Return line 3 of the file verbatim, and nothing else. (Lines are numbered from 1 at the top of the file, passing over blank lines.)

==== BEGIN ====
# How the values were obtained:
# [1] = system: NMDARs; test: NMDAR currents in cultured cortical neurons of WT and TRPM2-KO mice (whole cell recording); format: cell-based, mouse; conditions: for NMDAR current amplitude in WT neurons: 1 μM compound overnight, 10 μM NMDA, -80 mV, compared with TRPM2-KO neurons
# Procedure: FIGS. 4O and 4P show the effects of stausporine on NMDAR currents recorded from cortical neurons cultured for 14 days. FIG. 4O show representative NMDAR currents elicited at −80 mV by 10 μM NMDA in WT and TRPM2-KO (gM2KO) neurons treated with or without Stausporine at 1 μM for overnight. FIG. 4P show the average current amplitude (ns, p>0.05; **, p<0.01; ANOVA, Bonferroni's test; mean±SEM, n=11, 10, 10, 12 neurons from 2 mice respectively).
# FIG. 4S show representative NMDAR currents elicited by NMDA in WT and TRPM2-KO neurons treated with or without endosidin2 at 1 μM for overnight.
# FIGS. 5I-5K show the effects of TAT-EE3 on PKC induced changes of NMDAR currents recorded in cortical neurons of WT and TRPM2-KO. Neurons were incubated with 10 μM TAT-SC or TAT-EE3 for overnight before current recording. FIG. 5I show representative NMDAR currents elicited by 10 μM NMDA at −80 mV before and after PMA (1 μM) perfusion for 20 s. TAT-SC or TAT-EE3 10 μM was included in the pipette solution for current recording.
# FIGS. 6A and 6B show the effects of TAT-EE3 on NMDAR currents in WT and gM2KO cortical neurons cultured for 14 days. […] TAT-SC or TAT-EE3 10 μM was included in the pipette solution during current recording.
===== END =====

# Procedure: FIGS. 4O and 4P show the effects of stausporine on NMDAR currents recorded from cortical neurons cultured for 14 days. FIG. 4O show representative NMDAR currents elicited at −80 mV by 10 μM NMDA in WT and TRPM2-KO (gM2KO) neurons treated with or without Stausporine at 1 μM for overnight. FIG. 4P show the average current amplitude (ns, p>0.05; **, p<0.01; ANOVA, Bonferroni's test; mean±SEM, n=11, 10, 10, 12 neurons from 2 mice respectively).